"Engineering Management Desk Manual"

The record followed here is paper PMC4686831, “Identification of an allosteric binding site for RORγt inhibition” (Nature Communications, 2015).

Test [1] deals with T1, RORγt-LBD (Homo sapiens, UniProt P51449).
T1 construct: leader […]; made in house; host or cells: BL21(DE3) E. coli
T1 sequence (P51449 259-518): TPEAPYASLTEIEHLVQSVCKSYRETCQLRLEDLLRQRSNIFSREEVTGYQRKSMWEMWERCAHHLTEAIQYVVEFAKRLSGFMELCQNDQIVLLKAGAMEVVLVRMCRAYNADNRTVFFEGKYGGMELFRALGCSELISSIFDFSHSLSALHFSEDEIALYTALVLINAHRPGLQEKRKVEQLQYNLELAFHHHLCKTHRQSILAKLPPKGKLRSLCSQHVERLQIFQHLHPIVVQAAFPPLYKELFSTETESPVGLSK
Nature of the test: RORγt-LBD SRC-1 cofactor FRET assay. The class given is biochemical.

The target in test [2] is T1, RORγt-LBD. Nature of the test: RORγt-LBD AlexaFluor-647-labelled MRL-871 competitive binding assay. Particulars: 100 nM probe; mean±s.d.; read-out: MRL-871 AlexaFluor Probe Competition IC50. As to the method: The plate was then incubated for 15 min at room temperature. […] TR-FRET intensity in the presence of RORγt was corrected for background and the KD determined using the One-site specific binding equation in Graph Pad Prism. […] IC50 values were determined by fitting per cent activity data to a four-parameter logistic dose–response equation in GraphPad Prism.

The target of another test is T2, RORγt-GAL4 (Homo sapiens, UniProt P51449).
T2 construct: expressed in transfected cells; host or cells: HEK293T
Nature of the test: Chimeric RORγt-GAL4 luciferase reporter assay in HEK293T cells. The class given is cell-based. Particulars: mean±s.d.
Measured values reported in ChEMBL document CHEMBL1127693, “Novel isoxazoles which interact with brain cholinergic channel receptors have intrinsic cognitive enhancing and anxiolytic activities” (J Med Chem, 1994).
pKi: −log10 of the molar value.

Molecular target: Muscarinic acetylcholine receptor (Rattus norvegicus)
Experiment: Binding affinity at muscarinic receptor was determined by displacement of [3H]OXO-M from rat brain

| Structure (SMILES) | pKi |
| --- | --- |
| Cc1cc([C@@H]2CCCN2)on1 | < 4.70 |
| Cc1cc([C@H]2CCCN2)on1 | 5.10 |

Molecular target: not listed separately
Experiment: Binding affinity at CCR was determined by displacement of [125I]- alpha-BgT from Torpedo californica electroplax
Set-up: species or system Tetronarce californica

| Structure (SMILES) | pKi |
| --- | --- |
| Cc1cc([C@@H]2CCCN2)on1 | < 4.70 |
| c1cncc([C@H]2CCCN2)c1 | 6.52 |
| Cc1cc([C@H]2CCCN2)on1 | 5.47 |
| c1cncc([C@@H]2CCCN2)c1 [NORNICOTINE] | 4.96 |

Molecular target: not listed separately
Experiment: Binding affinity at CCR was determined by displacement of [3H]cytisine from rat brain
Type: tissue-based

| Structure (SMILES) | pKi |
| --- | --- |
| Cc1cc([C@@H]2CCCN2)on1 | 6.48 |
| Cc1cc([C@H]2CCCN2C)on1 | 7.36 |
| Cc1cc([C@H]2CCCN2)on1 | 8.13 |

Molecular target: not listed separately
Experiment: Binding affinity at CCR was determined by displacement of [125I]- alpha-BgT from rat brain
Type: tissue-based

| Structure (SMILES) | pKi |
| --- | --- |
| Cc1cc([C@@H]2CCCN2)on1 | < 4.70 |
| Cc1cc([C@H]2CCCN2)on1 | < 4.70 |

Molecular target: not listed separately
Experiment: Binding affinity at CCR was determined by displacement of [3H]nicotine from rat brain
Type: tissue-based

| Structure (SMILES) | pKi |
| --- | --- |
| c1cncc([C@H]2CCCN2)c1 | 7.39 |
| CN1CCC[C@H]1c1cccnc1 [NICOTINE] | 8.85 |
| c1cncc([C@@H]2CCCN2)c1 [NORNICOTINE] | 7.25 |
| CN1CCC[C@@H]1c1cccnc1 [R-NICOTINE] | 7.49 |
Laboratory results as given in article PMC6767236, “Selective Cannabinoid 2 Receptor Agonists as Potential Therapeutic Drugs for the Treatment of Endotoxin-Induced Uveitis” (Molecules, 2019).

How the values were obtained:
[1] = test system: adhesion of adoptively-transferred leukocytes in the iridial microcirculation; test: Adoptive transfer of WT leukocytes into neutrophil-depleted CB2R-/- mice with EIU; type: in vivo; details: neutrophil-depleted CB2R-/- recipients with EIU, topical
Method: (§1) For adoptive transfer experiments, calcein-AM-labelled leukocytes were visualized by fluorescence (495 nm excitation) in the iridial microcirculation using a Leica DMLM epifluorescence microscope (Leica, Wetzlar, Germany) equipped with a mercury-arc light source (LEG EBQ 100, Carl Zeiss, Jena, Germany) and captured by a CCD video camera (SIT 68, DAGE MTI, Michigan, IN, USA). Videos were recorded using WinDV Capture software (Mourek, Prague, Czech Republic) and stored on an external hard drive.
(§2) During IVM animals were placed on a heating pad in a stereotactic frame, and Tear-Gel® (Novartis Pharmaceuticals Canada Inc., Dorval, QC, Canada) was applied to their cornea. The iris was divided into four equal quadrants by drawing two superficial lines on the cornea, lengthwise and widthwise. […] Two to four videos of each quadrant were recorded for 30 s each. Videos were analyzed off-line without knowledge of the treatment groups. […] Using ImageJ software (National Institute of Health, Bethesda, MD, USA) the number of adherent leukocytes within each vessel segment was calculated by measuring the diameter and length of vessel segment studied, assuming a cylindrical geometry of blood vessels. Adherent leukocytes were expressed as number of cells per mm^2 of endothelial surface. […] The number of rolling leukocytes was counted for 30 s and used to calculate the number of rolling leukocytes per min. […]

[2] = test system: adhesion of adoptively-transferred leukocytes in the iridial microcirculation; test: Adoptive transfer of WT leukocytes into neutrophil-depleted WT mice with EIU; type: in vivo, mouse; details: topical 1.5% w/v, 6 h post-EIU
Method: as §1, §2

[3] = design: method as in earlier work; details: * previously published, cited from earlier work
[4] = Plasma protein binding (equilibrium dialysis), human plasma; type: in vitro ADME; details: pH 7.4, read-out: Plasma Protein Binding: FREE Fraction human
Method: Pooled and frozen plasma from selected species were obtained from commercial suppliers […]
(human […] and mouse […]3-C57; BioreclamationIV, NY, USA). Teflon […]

Chapter 7 Program Desk Manual Hoisting and Rigging Chapter 7 Hoisting and Rigging Purpose: Because of the many types of mechanical lifting machines, the safe lifting of heavy loads is a complicated subject. The use of a wide variety of associated equipment is likewise of concern for safety. This chapter is dedicated to the training and competence of operators. Scope: This chapter will describe only the general aspects of hoisting and rigging safety in the following topical areas. The references section shall be used for detail. In particular, the Hanford, “Hoisting and Rigging Manual” is required as a basis for a hoisting and rigging safety program. A DOE hoisting and rigging manual, (DOE-RL-92-36) is issued, and is the Hanford governing document. DOE-STD-1090-96, "DOE Hoisting & Rigging Manual" is the parent document. v Definitions v Training and Qualification v Lifting Equipment v Rigging and Tackle v Operating Practice v Maintenance and Inspection v Storage v Housekeeping v Fire Safety v References v Related Chapters v Attachments For details see the DOE-RL-92-36, "Hanford Site Hoisting & Rigging Manual" and DOE-STD-1090-96, "DOE Hoisting & Rigging Manual." Definitions: The definitions in this section are those not generally used in industry. Refer to the documents identified in the References Section for common definitions. However, refer to the Hanford Site Hoisting & Rigging Manual, DOE-RL-92-36, for possible differences. 1. Lift, High-Consequence: High consequence items and lifts are parts, components, assemblies, or lifting operations designated as such by the responsible management, because the effect of dropping, upset, or collision of items could: a) Cause significant work delay. 76 Chapter 7 Program Desk Manual Hoisting and Rigging b) Cause undetectable damage resulting in future operational or safety problems. c) Result in significant release of radioactivity or other undesirable conditions. d) Present a potentially unacceptable risk of personnel injury or property damage. e) This category of lift applies when the load imposed upon the equipment to be used will be less than 75% of the rated capacity. 2. Lift, Special-High-Consequence: Special-High-Consequence Lifts are High-Consequence Lifts during which the load imposed upon the material-handling equipment to be used will equal or exceed 75% of the rated capacity. 3. Person-In-Charge (PIC): The manager or other responsible person (other than the equipment operator) appointed to be responsible for the safe handling of high-consequence loads and for the safe handling of non-high-consequence items in, around, or above spaces in which high-consequence items are located. 4. Qualified: A person, who by possession of a recognized degree, certificate, or professional standing, or who by extensive knowledge, training, and experience has successfully demonstrated his ability to solve or resolve problems relating to the subject matter and work. 5. Qualified Engineer: Qualified Engineering Organization: An engineer or engineering organization whose competence in evaluation of the type of equipment in question has been demonstrated to the satisfaction of the cognizant manager. 6. Qualified Inspector: One whose competence is recognized by DOE, the U.S. Department of Labor, the U.S. Army Corps of Engineers, the State in which inspections are carried out, or the responsible line management. Line management shall have the right and responsibility of review (including right to approve or reject) all qualifications. 7. Qualified Operator: One whose competence to operate equipment safely and effectively (including the ability to accurately spot and control loads) has been demonstrated by extensive experience and/or operational tests. 8. Qualified Rigger: One whose competence in this skill has been demonstrated by experience satisfactory to the appointed person. 77 Chapter 7 Program Desk Manual Hoisting and Rigging 9. Qualified Rigging Specialist: One whose competence in this skill has been demonstrated by extensive experience (including rigging and handling of items of a nature akin to the loads to be handled in accordance with this Manual) Satisfactory to the appointed person. 10. Rated Capacity: The manufacturer’s rated capacity. The maximum hook load which a piece of hoisting equipment is designed to safely carry; also the maximum load which an industrial truck or a sling, hook, shackle, or other rigging tackle is designed to safely carry. 11. Special-Rated Capacity: The maximum hook load which a piece of hoisting equipment, or the maximum working load which an industrial truck or piece of rigging tackle is permitted to carry, based on its present condition and the operational conditions as determined by an engineering evaluation, load test, or both. The special-rated capacity may be equal to but not greater than the rated capacity of equipment establish by the manufacturer. Training and Qualification: 1. All operators of hoisting equipment, and all persons performing rigging to supplement hoisting, shall be trained and qualified in these duties. The level of training shall be appropriate to the complexity of the operation and the potential consequences of accident. It is suggested that operators be segregated into two levels of competence. a) Incidental Operators: Persons who may operate small pendant- controlled cranes, manual hoists, and small forklifts as an incidental part of their normal work assignment. b) Professional Operators: Persons whose principal assignment is the operation of hoisting and rigging equipment. 2. Riggers, whether working under separate job descriptions or rigging as part of the duties of a qualified operator, shall be trained and qualified in rigging skills. 3. Training, as a minimum, shall include explanations, demonstrations by the trainee, written tests, and continued observation by the supervisor-instructor. Training in operation for ordinary lifts, high- consequence, and special high-consequence lifts shall be required. 4. Qualification shall be based on: a) Trainee demonstrations of his knowledge, skill, and competence. b) Physical condition, and absence of physical disabilities which may contribute to accidents. c) Maturity and conduct. 78 Chapter 7 Program Desk Manual Hoisting and Rigging 5. Requalification of operators and riggers shall be required at intervals not to exceed three years. 6. The supervisor of each operator or rigger is responsible to determine of that operator or rigger is qualified, though he may use information from other sources, e.g., medical. Complete records of each training activity, demonstration, test, and qualification decision shall be kept (Attachment 1). 7. “Qualified Engineers,” “Qualified Rigging Specialists,” and “Qualified Inspectors” shall be so designed by the responsible supervisor, though he may have assistance in these decisions from other knowledgeable sources. Such designations shall be recorded. 8. The Person in Charge (PIC) of a high-consequence or special high- consequence lift shall be selected and appointed by the line management responsible for the safety of the operation. Such appointments shall be in writing. Lifting Equipment: 1. General: Only equipment which has been built to the appropriate design standards shall be used on ID installations. Existing equipment shall be brought to a level of compliance determined by an appropriate level of management. In some instances the requirements of this manual exceed those of the references. The requirements of this manual shall prevail. 2. Accessories: Where load indicating devices are used, they shall meet the requirements of SAE J376 and shall be designed so that failure of the device cannot result in dropping, upset, or loss of control of the load. 3. Egress: From cab operated cranes at least two means of egress shall be available. Safe departure shall be possible under emergency conditions. 4. Control: Hoists shall have separate brakes for holding and speed control. Limit switches shall prevent hazardous over-travel. With power off, brakes shall set automatically. 5. Load Limits: Cranes and hoists shall not be loaded beyond the applicable special rated capacity except for required tests and for properly authorized “special heavy lifts.” Special heavy lifts may be 79 Chapter 7 Program Desk Manual Hoisting and Rigging performed only with written procedures and precautions approved by an appropriate level of management. 6. Markings: The special rated capacity of each crane or hoist shall be conspicuously displayed on appropriate load blocks. Nameplate data shall be carefully retained on all lift trucks (see ANSI B56.1). 7. History: A written history of each piece of hoisting equipment shall be maintained. The history shall record all periodic inspections, all preventive maintenance, all major repairs and alteration, and all lifts in excess of 80% of the special rated capacity. Any other information, which could affect the safe operation of the equipment, should also be recorded. Rigging and Tackle: 1. Load Hooks shall be of forged steel and be designed to good current practice. Hooks for five tons or less shall have safety latches; larger hooks shall have latches if compatible with operating requirements. Hooks shall be regularly inspected and tested with the associated equipment. 2. Slings, whether made of wire rope, chain, metal mesh, or synthetic mesh shall be selected for the intended use, shall maintain a safety factor of five or more, and shall be regularly inspected and tested. Their use shall be governed by good practice and accepted load tables. Particular attention shall be given to end attachments and to protection from sharp edges. 3. Shackles, Links, rings, Turnbuckles, and Related Gear shall be designed and constructed for the use to which they are put. Improvised devices shall not be used. They shall be regularly tested and inspected. 4. Wire Rope shall be selected by type, size and lay for the conditions of its service. It shall be properly cared for and routinely lubricated, inspected and tested with its associated equipment. Re-reeving of wire rope on hoisting equipment shall be done according to the best current practice. It is subject to serious error and shall be done only by qualified persons. 5. Chain used in hoisting service shall be selected by type and size for the service. It shall be tested and certified by the manufacturer. It shall be regularly inspected for damage and distortion and shall be measured for wear against accepted wear charts. Roller chain shall not be used in hoisting operations. 80 Chapter 7 Program Desk Manual Hoisting and Rigging 6. Rigging Practice: Only the best rigging practice shall be used. Gear shall be kept clean and protected from damage. Regular inspection and testing shall be performed. a) Loads shall be stabilized by proper attachment. Sling angle charts shall be used to assure sling loading is within its rated capacity. Accessories shall not be overloaded. Sharp edges shall be avoided. b) All rigging shall be done by qualified riggers. Operating Practice: 1. Only equipment that has been properly designed, constructed, maintained, inspected and tested shall be operated. 2. Equipment shall be operated only by persons whose qualifications are documented (Attachment 1). Rigging shall be done only by qualified riggers. 3. A qualified person shall classify each lift into the proper category – ordinary, high-consequence, or special-high-consequence. The appropriate rules shall be applied. 4. When riggers or other appointed persons are to assist the operator by means of signals, those signals recommended by the ANSI B30 Series shall be used. Such signalers shall be positively identified by distinctive attire. 5. Equipment shall be operated by written sets of rules. The operating rules in the Hanford, "Hoisting, and Rigging Manual" are an acceptable example. 6. Personnel shall not ride loads, hooks balls, etc. Specific detailed procedures must be established and followed to lift personnel by mechanical means other than a recognized elevator. Though bucket trucks are designed for this purpose, recognized procedures are still required. 7. Equipment in proximity to, or passing under, overhead lines shall be subject to the requirements in 29 CFR 1926.550. Inspection, Maintenance, and Testing: 1. Maintenance: A formal scheduled maintenance program shall be established for all hoisting and rigging equipment. The program shall, in all respects, meet the manufacturer’s recommendations and specifications. Lubrication and lubrication systems shall be included. Complete 81 Chapter 7 Program Desk Manual Hoisting and Rigging records shall be included. Complete records shall be maintained and made available for examination (Attachment 2). 2. Inspection: a) A qualified inspector before use shall inspect all new, reinstalled, altered, modified, or extensively repaired equipment. Full records shall be kept (Attachment 2). b) All hoist ropes in regular service shall be visually inspected each working day. c) Frequent (monthly or more often depending on the part and the service) the operator or other designated persons shall make inspections of all equipment. The inspector, the frequency, the parts or items, and manner of inspection shall be identified in writing (Attachment 2). d) A qualified inspector shall make Periodic (yearly or more often depending on the part and the service) inspections of all equipment. Full records shall be kept (Attachment 2). e) High-Consequence and Special High-Consequence Lifts: Equipment to be used for such service shall have inspections more detailed and more frequent than the periodic inspection. The qualified inspector may require nondestructive testing and other measures to assure the satisfactory condition of the equipment. Full records shall be kept (Attachment 2). 3. Testing: a) All new extensively repaired, or altered hoisting and rigging equipment shall, prior to use, be tested by, or under the direction of, a qualified person. Records shall be kept (Attachment 2). b) Periodic testing of all hoisting and rigging equipment shall be accomplished at specified intervals not to exceed the following : v Overhead and Gantry Cranes: 3 years v Mobile Cranes: 1 year v Lift Trucks: 1 year v Slings and Accessories: 1 year Tests shall be observed and recorded by a qualified person. Slings shall be tagged with a mental disc which has stamped on it the date of the most recent test. c) Equipment overdue for inspection shall be appropriately downgraded to lower rated capacities. d) Equipment used to perform high-consequence and special-high- consequence shall be tested before use in such service and at six- month intervals thereafter. e) All testing shall be accomplished as directed by a qualified person. The provisions for testing in the Hanford Hoisting and Rigging Manual are strongly recommended as a minimum. f) The loads used for testing shall be as specified in the Hanford, Hoisting and Rigging Manual. It is pointed out that RDT F8-6T requires testing of the lifting equipment at 125% of the load to 82 Chapter 7 Program Desk Manual Hoisting and Rigging be lifted in high-consequence and special-high consequence lifts. As the rated capacity of cranes should not be exceeded after the initial test, this effectively reduces the special rated capacity to 80% of the original rated capacity for such lifts. Storage: When not in use, all hoisting and rigging equipment shall be stored so as to provide the minimum risk of accident and the maximum protection from damage or excessive wear. Mobile equipment shall be parked on firm footing and shall not be exposed to other traffic. Overhead cranes and hoists shall be left so as to pose the minimum obstruction to other operations. Slings and other tackle shall be stored on racks or as otherwise appropriate. All wire rope, and all slings, shall be kept free of dirt and grit which can cause excessive wear. Housekeeping: All hoisting equipment shall be kept reasonably clean, free from trash, and with gear properly stored. Trash and clutter can inhibit proper, careful, operation and can contribute to errors and serious accidents. Fire Safety: The principles of fire prevention and protection must be applied for the safety of both equipment and the surrounding facilities. Combustibles shall be kept to a minimum. Fire extinguishers shall be properly inspected, maintained, and positioned. Access to fire protection devices shall not be obstructed. References: v Hoisting and Rigging Manual, Hanford v 29 CFR 1910, Subpart N, “Materials Handling and Storage.” This reference supplies several additional references which are helpful with respect to detailed specifications. v 29 CFR 1926, Applicable Sections On Hoisting & Rigging v DOE-RL-92-36, "Hanford Site Hoisting & Rigging Manual" v DOE-STD-1090-96, "DOE Hoisting & Rigging Manual." Related Chapters: v Chapter 5, “Construction and Demolition.” v Chapter 6, "Material Handling and Storage." v Chapters 13-14, “Industrial Fire Protection.” Attachments: v Attachment 1: Operator and Rigger Training Records v Attachment 2: Inspection, Maintenance & Testing Records 83 Chapter 7 Program Desk Manual Hoisting and Rigging Attachment 1: Operator and Rigger Training Records Please insert a copy of applicable training records following this page or indicate the location of these records on the form below. Facility Name: Training Records Location: Initial: Date: 84 Chapter 7 Program Desk Manual Hoisting and Rigging Attachment 2: Inspection, Maintenance & Testing Records Please insert a copy of applicable records following this page or indicate the location of these records on the form below. Facility Name: Records Location: Initial: Date: 85